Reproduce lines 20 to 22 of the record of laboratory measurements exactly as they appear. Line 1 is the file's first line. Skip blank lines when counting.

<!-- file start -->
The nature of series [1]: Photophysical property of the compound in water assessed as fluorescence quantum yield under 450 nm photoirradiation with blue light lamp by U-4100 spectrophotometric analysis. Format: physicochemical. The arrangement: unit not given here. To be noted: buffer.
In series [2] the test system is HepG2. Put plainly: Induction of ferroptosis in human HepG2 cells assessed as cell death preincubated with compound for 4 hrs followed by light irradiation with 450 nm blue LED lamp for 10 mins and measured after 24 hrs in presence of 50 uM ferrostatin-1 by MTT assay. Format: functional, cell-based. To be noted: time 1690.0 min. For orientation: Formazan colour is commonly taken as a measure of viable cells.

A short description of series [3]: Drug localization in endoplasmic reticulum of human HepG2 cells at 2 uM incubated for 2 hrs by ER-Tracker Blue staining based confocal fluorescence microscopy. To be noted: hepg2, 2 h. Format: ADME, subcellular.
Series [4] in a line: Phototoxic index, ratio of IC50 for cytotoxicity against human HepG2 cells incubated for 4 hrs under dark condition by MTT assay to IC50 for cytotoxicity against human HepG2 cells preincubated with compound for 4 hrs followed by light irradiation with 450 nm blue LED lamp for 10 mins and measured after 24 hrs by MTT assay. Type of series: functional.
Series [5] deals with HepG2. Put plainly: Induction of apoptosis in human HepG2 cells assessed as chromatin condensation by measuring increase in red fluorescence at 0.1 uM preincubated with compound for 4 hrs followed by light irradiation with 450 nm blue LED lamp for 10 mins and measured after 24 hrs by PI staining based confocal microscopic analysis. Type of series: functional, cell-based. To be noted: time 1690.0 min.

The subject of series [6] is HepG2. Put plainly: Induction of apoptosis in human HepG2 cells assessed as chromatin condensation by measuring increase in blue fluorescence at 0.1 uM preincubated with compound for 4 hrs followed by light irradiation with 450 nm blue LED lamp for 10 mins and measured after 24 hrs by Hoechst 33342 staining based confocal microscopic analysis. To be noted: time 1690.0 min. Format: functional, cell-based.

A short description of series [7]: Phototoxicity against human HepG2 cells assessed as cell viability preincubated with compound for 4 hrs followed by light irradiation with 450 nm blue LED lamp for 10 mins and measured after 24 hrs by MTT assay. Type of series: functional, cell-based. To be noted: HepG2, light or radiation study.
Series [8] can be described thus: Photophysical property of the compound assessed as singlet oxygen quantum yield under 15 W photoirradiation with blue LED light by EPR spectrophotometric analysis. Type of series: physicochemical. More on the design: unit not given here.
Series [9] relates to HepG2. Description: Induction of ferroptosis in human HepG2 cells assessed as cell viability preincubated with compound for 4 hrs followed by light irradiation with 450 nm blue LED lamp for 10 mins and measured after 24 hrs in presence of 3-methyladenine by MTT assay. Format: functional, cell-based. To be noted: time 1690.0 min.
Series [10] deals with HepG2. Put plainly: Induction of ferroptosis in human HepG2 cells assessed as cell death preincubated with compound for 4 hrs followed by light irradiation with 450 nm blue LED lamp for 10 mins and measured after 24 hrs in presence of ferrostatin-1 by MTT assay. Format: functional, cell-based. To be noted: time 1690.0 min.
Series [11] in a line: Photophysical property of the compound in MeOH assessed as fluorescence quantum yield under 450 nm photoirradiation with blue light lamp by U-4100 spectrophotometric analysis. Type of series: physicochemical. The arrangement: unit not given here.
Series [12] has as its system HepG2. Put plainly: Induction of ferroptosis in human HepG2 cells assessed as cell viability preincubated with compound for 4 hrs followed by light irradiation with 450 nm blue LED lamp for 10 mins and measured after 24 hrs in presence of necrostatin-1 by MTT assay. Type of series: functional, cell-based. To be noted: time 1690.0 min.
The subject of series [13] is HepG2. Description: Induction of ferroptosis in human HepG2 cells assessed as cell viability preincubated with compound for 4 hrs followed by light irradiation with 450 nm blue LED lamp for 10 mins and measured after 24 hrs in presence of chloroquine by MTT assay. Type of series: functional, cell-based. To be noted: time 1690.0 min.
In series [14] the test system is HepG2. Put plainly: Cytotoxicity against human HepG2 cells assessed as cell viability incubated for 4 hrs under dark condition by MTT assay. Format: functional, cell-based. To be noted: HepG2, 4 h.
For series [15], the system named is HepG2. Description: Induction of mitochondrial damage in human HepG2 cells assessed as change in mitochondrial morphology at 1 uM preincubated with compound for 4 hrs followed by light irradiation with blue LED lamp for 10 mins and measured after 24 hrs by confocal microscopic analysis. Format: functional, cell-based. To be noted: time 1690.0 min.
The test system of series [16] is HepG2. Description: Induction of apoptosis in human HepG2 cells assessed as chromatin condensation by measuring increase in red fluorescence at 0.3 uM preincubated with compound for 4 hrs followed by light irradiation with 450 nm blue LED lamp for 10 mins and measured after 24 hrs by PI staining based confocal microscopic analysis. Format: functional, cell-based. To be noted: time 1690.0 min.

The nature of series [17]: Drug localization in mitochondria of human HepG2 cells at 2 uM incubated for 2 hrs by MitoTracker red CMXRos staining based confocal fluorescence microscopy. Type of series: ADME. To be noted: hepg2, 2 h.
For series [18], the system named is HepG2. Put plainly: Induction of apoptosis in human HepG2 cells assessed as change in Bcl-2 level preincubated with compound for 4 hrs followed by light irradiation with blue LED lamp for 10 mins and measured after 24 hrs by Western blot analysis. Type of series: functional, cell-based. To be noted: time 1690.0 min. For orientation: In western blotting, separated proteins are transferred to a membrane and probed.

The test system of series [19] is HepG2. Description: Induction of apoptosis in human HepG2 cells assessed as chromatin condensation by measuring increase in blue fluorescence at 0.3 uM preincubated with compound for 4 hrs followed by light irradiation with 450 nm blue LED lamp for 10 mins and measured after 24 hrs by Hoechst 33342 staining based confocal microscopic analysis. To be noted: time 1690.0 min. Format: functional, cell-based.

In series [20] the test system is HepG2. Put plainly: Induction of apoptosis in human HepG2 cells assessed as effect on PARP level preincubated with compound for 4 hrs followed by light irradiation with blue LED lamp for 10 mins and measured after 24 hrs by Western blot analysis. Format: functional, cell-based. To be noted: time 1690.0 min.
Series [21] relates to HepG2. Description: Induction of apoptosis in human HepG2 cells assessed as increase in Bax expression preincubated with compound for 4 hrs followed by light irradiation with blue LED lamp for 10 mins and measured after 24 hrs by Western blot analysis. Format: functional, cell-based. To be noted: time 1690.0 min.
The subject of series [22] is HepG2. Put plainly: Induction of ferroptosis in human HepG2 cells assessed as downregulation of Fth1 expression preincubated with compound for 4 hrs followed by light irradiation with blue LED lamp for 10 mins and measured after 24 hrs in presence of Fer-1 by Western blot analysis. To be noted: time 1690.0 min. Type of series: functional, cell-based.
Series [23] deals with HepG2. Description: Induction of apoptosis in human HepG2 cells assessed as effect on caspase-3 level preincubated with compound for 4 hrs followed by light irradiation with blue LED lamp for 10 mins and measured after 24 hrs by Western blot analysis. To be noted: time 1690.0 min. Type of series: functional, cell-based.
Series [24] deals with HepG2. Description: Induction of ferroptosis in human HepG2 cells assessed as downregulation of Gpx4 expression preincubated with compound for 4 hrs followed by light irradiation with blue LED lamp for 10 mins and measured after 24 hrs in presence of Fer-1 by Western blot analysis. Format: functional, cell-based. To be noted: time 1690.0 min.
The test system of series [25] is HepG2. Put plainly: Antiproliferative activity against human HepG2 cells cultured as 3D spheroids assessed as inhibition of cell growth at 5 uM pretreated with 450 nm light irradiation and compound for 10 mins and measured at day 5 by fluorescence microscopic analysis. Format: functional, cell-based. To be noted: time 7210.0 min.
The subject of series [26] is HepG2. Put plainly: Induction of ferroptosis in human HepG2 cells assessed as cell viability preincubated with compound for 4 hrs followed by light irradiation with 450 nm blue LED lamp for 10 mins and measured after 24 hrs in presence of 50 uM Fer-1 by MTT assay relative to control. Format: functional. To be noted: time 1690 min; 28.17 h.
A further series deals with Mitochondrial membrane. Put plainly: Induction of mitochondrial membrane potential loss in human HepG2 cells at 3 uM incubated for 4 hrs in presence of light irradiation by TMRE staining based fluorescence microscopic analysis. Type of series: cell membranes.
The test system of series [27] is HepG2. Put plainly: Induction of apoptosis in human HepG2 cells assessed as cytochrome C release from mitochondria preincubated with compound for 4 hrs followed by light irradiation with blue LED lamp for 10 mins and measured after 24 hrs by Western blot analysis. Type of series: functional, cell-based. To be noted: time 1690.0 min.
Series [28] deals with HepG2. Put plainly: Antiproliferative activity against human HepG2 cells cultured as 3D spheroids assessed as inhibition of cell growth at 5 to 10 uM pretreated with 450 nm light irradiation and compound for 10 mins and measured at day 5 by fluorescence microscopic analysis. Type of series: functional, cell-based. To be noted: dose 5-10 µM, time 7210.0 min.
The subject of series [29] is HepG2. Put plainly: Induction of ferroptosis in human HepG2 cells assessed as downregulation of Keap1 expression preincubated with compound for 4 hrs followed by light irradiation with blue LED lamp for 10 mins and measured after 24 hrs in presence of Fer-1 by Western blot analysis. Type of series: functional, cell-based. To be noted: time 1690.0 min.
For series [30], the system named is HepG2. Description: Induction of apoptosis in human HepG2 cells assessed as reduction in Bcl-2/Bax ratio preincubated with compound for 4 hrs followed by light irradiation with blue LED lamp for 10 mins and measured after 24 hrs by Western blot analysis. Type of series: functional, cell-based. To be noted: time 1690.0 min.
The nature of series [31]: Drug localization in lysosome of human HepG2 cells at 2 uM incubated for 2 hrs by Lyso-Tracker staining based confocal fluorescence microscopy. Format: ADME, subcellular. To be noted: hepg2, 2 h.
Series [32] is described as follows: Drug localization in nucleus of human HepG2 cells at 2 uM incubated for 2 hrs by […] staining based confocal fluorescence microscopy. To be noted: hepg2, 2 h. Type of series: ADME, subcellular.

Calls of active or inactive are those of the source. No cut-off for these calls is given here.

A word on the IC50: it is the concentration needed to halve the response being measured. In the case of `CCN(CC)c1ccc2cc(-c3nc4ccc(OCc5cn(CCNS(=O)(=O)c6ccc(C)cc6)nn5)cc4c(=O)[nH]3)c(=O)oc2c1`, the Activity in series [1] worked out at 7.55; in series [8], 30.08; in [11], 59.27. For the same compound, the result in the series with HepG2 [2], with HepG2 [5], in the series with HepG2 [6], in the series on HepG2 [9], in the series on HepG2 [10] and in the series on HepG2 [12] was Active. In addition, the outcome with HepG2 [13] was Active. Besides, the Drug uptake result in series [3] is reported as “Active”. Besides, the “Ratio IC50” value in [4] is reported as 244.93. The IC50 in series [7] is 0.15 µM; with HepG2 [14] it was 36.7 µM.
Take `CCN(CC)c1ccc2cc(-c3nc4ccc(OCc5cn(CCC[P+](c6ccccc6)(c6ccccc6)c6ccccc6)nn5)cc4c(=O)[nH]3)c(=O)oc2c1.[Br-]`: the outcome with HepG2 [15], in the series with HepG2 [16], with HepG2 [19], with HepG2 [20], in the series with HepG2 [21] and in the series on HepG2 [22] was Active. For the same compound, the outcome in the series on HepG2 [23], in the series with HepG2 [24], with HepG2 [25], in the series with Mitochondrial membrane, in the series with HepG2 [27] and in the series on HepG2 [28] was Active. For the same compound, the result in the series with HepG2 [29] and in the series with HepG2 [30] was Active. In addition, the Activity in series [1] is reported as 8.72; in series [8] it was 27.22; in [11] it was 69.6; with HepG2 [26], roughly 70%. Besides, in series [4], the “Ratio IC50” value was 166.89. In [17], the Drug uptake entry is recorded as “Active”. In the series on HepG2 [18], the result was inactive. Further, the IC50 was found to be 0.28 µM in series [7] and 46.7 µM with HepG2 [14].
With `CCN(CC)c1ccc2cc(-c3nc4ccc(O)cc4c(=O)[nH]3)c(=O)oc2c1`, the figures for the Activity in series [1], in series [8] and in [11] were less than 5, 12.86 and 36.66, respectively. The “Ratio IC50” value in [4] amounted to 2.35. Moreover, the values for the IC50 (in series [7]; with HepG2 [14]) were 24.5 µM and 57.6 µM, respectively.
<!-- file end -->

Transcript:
In series [20] the test system is HepG2. Put plainly: Induction of apoptosis in human HepG2 cells assessed as effect on PARP level preincubated with compound for 4 hrs followed by light irradiation with blue LED lamp for 10 mins and measured after 24 hrs by Western blot analysis. Format: functional, cell-based. To be noted: time 1690.0 min.
Series [21] relates to HepG2. Description: Induction of apoptosis in human HepG2 cells assessed as increase in Bax expression preincubated with compound for 4 hrs followed by light irradiation with blue LED lamp for 10 mins and measured after 24 hrs by Western blot analysis. Format: functional, cell-based. To be noted: time 1690.0 min.
The subject of series [22] is HepG2. Put plainly: Induction of ferroptosis in human HepG2 cells assessed as downregulation of Fth1 expression preincubated with compound for 4 hrs followed by light irradiation with blue LED lamp for 10 mins and measured after 24 hrs in presence of Fer-1 by Western blot analysis. To be noted: time 1690.0 min. Type of series: functional, cell-based.